LEGISLATIVE UPDATE FROM
REP. JEREMY MUNSON - DISTRICT 23B
Friday, November 19, 2021 --
This week I sent a letter to Commissioner Malcolm responding to a threatening letter she sent to our school boards pushing mask mandates and vaccinating young children. Her letter cites false claims of 1 in 100 children being hospitalized. In her attached data sheet her own department reports show only a 1 in 229.05 chance of hospitalization, and federal numbers cite a risk of only 1 in more than 1,200 children are at risk. Our children have already lost a year of education, and the damage to our society won't be known for another 20 years. Enough is enough.
Governor Tries to Dictate to Legislature
This week the Governor sent a letter ignorantly trying to spell out the conditions that will govern a potential special session. Among the many demands, he wants to require legislative leaders to block any amendments to his bills, saying that no topic should be voted on if it is too “controversial.” He even attempts to dictate when the special session will end.
Perhaps the Governor is in need of a constitutional refresher.
According to Article IV Section 12 of Minnesota’s Constitution, the governor can call a special session on “extraordinary occasions.” This special session allows the Minnesota Legislature to take up any issues that need to be addressed. However, the governor is not granted power to control what legislators do in special session, what is voted on, or when special session concludes. Those are all legislative roles constitutionally reserved for the Minnesota Legislature.
Essentially, the Governor can call us into special session, but his authority ends there. We get to write the bills however we want to, and Walz will have an opportunity to veto them if they pass. It’s the governor’s job to propose, but the legislators get to dispose. Walz seems to forget he is no longer a legislator.
If the Governor wants this special session so badly to pass his essential workers relief bill he can wait until january. If he calls a special session before January, we will not abide by any of his conditions, and his prearranged terms mean nothing. Minnesota’s legislators do not have an appetite to meet the demands that the Governor has handed down from on high. Instead, we are concerned with the peoples’ business; We need to stop Vaccine mandates for good, reform Chapter 12 emergency powers, and any other business the Legislature may decide to take up.
Social Study Standards Changes; Comment Period OPEN
The Department of Education has begun the statutory rulemaking process on the K-12 Academic Standards in Social Studies. The Request for Comments document was published in the State Register on Monday, November 15, 2021. You can view the proposed changes HERE
A 60-day statutory public comment period will now take place in order to hear from the public. This comment period ends on January 14, 2022, at 4:30 p.m. Interested individuals can now submit written comments on the Proposed K-12 Academic Standards in Social Studies.
Comments must be submitted on the Office of Administrative Hearings e-comments website. If you need assistance with submitting a written comment you can find more information on how to submit a written comment on the Proposed K-12 Academic Standards in Social Studies rule language.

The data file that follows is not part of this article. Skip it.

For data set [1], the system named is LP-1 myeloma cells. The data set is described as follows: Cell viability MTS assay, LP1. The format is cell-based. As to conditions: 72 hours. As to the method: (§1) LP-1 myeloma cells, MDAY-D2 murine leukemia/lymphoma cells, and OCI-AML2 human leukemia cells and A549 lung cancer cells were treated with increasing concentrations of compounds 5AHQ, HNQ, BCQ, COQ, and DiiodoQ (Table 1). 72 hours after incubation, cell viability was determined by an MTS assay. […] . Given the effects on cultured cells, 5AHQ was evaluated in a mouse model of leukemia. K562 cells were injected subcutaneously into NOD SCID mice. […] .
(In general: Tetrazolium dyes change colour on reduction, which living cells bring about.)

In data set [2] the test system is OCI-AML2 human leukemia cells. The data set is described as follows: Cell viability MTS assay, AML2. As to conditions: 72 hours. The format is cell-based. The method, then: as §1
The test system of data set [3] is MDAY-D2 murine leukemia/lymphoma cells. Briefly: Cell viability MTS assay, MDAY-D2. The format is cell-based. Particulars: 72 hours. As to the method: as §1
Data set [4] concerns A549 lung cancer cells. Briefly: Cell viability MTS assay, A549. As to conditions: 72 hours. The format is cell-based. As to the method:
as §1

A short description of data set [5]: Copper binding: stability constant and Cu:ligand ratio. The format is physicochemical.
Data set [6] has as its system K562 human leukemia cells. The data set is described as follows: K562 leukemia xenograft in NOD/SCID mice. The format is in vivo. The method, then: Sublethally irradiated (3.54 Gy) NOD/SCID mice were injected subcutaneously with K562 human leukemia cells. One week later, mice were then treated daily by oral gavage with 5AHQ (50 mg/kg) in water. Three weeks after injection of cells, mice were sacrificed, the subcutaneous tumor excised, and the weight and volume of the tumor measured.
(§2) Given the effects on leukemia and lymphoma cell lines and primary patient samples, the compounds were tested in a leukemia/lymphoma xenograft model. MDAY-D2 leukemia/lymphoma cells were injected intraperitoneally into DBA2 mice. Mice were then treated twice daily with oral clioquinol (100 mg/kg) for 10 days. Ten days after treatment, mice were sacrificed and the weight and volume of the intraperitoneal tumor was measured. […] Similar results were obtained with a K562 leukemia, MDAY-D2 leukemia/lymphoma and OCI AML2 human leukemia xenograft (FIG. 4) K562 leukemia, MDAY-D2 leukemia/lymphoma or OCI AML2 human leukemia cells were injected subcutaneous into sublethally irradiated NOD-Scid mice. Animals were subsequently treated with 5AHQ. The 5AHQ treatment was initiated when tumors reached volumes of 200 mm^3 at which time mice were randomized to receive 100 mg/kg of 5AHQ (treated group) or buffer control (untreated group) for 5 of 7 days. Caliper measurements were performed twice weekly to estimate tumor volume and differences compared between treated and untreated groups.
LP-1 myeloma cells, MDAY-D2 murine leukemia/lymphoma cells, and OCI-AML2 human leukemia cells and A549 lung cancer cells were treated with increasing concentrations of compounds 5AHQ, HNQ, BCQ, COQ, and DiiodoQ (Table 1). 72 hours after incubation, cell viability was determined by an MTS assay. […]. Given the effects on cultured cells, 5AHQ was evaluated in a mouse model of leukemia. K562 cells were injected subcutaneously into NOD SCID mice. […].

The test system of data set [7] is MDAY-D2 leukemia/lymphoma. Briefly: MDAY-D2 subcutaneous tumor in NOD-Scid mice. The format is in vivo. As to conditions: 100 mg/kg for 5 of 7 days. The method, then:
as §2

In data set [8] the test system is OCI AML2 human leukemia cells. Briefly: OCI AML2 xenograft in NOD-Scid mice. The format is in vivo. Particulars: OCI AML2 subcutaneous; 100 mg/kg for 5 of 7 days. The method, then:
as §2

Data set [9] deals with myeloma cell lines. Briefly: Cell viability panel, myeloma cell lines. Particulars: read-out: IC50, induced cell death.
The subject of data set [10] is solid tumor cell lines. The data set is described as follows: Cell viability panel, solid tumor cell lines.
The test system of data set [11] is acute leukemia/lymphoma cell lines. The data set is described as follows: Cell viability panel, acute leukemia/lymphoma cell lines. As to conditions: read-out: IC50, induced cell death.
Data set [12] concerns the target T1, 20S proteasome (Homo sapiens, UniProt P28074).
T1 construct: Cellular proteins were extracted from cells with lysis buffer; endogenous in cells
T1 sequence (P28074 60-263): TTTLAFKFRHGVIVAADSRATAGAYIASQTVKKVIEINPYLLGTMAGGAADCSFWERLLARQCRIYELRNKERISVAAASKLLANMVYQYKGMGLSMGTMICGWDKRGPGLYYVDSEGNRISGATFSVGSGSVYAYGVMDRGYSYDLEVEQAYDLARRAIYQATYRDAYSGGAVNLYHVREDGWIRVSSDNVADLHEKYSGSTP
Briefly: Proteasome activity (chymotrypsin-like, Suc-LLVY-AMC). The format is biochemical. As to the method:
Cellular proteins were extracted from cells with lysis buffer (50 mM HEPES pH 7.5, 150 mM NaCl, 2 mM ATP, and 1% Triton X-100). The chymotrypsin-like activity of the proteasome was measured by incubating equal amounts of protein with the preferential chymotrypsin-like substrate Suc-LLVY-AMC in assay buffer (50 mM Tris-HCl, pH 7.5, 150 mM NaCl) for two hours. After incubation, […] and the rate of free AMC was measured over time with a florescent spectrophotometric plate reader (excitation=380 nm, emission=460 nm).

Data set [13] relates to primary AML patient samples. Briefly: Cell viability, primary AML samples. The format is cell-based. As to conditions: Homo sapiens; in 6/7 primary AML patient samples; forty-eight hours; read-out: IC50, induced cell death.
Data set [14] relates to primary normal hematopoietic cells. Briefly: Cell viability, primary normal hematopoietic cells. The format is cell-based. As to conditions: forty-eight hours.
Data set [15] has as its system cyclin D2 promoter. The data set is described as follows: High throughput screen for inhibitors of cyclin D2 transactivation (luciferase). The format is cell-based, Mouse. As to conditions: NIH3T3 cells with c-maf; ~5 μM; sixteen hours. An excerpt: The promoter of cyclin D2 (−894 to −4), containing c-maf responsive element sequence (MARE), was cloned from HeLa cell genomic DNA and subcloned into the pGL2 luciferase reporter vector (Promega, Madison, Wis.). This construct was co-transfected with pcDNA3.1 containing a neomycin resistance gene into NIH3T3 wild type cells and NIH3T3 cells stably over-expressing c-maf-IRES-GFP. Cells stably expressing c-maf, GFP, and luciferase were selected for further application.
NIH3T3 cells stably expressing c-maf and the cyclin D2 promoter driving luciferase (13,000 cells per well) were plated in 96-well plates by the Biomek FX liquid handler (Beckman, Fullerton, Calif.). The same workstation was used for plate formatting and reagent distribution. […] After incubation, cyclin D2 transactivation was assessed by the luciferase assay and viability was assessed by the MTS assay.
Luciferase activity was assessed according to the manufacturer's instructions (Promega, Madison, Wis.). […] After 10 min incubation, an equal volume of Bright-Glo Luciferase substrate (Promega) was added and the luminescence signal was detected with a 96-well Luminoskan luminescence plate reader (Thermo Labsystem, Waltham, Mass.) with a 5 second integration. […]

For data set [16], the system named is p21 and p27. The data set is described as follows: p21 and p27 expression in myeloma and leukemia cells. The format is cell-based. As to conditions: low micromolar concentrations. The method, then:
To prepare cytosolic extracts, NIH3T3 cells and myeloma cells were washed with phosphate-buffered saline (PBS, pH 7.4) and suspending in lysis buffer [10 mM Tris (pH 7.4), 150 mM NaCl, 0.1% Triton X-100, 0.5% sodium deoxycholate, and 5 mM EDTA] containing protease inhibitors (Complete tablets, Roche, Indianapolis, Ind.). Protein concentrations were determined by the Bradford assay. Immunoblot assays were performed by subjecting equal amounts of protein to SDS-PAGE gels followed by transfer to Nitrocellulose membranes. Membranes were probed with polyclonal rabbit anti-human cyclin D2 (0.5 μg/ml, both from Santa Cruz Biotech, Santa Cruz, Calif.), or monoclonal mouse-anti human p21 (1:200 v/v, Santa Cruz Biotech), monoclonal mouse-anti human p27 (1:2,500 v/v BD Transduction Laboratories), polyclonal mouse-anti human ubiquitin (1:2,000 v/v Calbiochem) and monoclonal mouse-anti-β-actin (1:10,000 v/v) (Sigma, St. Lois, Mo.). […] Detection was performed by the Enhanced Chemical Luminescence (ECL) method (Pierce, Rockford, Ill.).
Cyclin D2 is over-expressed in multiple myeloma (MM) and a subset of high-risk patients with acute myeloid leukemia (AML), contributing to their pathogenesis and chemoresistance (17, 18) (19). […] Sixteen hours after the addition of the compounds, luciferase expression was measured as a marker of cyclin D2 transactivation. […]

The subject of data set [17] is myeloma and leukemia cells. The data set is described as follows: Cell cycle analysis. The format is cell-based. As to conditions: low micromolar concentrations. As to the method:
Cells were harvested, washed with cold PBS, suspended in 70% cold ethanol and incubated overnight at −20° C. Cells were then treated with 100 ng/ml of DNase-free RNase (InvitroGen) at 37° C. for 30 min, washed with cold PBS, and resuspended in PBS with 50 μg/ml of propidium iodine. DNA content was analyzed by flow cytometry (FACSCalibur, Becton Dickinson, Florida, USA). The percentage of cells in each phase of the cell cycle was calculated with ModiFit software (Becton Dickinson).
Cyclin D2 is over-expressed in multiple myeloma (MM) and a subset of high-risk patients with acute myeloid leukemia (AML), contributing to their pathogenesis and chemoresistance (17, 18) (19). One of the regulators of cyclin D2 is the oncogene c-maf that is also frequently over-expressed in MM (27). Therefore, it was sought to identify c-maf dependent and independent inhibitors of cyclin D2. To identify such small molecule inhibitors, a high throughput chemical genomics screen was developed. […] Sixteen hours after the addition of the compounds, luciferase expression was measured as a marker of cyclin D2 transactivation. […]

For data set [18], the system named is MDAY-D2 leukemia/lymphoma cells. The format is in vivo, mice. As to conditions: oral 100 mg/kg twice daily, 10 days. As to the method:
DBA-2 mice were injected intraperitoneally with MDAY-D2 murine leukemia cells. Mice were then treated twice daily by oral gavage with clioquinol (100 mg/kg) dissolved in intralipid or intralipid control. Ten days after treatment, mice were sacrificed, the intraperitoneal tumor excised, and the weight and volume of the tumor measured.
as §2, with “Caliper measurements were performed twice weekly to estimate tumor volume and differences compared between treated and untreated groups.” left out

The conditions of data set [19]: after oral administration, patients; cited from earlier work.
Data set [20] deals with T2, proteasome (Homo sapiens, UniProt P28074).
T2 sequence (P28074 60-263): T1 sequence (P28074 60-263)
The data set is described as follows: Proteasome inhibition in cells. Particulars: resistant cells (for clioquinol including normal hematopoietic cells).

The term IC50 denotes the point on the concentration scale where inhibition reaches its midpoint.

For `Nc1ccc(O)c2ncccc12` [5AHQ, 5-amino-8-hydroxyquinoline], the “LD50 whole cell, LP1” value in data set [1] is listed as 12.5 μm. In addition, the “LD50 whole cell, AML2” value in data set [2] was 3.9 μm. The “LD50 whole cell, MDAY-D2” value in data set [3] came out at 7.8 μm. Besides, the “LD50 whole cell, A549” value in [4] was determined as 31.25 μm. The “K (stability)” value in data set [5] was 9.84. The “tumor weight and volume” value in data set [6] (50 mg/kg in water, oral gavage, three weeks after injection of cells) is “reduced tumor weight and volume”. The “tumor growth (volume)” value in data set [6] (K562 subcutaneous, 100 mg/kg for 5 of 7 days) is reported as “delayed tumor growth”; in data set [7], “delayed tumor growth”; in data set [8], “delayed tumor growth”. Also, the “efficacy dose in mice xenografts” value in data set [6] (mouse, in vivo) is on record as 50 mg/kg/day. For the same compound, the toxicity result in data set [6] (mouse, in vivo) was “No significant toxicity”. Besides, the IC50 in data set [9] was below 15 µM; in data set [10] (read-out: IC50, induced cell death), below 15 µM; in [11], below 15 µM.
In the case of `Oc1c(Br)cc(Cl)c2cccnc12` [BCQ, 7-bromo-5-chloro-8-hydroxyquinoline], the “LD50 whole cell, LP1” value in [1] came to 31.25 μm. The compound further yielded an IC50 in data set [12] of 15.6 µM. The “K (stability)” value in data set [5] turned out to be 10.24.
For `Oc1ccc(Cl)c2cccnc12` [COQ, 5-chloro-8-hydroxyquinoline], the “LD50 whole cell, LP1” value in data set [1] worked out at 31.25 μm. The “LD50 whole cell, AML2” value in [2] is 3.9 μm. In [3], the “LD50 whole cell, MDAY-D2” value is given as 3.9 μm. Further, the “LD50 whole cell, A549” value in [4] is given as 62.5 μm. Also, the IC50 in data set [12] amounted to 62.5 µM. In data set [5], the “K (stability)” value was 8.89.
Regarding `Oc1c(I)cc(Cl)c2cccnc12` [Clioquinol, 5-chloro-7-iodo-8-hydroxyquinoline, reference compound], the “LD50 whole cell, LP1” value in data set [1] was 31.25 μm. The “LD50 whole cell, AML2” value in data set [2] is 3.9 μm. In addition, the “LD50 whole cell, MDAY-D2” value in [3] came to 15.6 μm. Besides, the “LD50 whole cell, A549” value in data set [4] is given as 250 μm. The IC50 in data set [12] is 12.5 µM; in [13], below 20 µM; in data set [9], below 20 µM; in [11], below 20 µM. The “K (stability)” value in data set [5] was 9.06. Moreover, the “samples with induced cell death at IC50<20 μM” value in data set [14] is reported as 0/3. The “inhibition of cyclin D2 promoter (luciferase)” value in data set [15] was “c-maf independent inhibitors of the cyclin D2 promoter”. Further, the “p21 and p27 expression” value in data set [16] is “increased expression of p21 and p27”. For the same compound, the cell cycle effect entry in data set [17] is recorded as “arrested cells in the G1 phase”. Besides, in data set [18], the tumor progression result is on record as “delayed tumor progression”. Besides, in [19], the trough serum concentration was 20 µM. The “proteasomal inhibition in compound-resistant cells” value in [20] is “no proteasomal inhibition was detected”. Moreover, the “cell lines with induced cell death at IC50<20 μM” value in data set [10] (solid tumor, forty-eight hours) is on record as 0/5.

Interning at the Capitol
With the 2022 regular session of the Minnesota Legislature fast approaching, the Minnesota House of Representatives has announced a new remote internship program for college students!
Offered exclusively to undergraduate students, this internship program will give students an opportunity to engage in our legislative and political processes. Specifically, interns will work with legislators, assist staff, conduct research, virtually attend legislative meetings, and discuss public policy.
The internship will run throughout the duration of the regular session from January 31, 2022 to May 23, 2022. Additionally, interns will participate in weekly virtual meetings that examine public policy, current events, and pending legislation. These seminars will often include a featured speaker and will allow interns to discuss and debate the issues that public servants face every day.
In the application process, prospective interns will be able to indicate a preference to work with Republicans, Democrats, or nonpartisan staff. This will help the Minnesota House of Representatives assign interns to the appropriate legislators or departments. Interns will be required to work a minimum of 5 hours per week.
While the remote nature of this internship may be a disappointment to some, this will give students from our district a chance to participate in the legislative activities that occur in St. Paul. Furthermore, interns may be able to come down to the Minnesota State Capitol for a day or two to observe the legislative process in person.
The deadline to submit your application is December 3, 2021. I strongly encourage interested students to apply and join us at the Minnesota Legislature.
To apply for the internship program, or learn about it in greater detail, please click this link.
Interning at the Minnesota House of Representatives for an entire legislative session is a remarkable experience that will give students a detailed education on how our state government operates. I strongly encourage my constituents to apply. If you know any undergraduates who might be interested in this program, I encourage you to forward this information along.